In the final days of the COP21 climate negotiations, a High Ambition Coalition emerged. The European Union joined with 79 countries from Africa, the Caribbean and the Pacific to push for an “ambitious, durable and legally binding” deal with a strong review every five years. They were joined by the next day by the United States, Norway, Mexico, and Columbia, and eventually grew to over 100 countries from both wealthy and developing nations by the end of the week.
Throughout the final hours of negotiations, this coalition worked tirelessly to advocate for what Tony DeBrum, foreign minister of the Marshall Islands, described as “some very basic issues.”
- Strong recognition of the 1.5 degree Celsius global temperature goal
- A five-year ratcheting mechanism
- A clear pathway to a low-carbon future
- Financial support for developing countries, including an annual commitment of $100 billion
These climate allies were recognized as putting pressure on their fellow negotiators to secure the first-ever international climate agreement with almost 200 countries. And it worked. The Paris Agreement, finalized on Saturday, gives us a much-needed foundation upon which to build our efforts.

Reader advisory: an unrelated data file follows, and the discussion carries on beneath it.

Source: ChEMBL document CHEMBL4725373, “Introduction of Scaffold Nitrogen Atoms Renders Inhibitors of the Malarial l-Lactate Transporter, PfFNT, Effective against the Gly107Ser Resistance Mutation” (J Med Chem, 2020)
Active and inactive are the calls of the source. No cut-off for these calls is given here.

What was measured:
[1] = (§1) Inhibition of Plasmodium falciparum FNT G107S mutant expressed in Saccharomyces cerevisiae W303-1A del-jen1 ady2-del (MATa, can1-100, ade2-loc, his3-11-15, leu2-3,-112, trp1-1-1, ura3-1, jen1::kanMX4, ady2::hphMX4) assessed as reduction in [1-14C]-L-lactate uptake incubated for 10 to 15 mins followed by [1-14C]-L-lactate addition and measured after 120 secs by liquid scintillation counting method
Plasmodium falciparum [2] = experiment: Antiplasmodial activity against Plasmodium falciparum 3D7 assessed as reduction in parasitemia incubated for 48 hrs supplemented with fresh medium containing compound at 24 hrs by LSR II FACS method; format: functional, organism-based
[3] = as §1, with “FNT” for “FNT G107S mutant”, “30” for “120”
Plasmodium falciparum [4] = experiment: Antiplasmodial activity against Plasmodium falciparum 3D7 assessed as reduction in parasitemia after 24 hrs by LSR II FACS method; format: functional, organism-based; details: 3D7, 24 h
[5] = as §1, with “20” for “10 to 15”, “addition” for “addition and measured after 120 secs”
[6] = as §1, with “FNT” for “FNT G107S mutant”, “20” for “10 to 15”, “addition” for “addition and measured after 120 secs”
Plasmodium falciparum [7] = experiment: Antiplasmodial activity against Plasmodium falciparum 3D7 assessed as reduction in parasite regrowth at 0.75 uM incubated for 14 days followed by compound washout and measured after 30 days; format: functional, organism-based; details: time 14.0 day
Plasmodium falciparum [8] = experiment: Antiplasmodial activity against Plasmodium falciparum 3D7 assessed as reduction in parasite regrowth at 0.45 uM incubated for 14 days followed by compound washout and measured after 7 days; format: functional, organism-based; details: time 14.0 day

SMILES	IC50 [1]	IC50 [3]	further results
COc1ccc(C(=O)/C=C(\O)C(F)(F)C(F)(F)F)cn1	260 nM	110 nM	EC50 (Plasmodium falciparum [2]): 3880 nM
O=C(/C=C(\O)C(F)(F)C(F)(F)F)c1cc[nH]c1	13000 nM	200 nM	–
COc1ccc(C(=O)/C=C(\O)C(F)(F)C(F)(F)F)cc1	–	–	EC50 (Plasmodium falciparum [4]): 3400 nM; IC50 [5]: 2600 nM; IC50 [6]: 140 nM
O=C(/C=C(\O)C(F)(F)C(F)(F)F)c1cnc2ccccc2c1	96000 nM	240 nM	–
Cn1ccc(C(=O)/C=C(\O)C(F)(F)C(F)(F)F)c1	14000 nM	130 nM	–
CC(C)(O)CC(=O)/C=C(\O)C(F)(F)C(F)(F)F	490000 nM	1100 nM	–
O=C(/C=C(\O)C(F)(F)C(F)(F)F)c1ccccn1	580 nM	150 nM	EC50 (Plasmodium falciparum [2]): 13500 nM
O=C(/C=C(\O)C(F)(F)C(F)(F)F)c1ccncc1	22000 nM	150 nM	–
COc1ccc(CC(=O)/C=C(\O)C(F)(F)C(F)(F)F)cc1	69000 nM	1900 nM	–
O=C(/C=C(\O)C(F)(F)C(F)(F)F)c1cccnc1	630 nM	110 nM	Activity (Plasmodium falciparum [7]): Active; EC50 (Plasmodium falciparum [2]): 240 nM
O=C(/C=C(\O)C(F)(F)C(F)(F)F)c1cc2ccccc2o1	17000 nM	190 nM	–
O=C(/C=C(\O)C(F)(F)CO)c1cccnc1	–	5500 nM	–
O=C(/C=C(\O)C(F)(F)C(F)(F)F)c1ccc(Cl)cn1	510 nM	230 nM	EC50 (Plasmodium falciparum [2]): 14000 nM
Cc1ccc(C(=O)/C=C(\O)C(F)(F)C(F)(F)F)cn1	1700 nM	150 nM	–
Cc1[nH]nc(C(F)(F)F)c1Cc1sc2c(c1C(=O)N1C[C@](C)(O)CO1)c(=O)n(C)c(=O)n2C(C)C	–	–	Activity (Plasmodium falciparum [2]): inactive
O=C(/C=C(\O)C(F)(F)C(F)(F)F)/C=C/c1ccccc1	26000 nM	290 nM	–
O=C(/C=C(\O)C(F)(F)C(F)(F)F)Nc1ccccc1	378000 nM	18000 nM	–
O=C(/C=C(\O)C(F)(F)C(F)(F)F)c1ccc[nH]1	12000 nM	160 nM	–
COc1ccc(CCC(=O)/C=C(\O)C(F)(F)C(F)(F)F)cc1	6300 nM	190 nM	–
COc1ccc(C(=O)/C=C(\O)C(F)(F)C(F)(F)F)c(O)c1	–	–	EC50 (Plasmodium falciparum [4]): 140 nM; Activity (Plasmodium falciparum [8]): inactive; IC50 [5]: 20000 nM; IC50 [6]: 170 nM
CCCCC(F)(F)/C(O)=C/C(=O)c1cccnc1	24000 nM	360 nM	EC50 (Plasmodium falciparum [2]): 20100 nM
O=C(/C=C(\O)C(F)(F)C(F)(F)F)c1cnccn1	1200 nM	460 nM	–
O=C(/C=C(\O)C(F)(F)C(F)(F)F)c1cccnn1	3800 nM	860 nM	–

Having worked on climate change issues for over a decade, I know that this is when the work truly begins. It is going to take all of us giving our best to make a 1.5 degree goal a reality . Will Steger has described those critical times in an expedition when you need everyone to be at their very best in order to survive. We are at that moment now.
It’s going to take business, government, non-profits, philanthropy, financial institutions, clean energy companies, educators, youth and every one of us to be our own high ambition coalition. I am grateful to have been witness to the diverse array of humanity that came together in Paris to raise their collective voices for action. But I am even more excited to see what we can do going forward, all pulling together.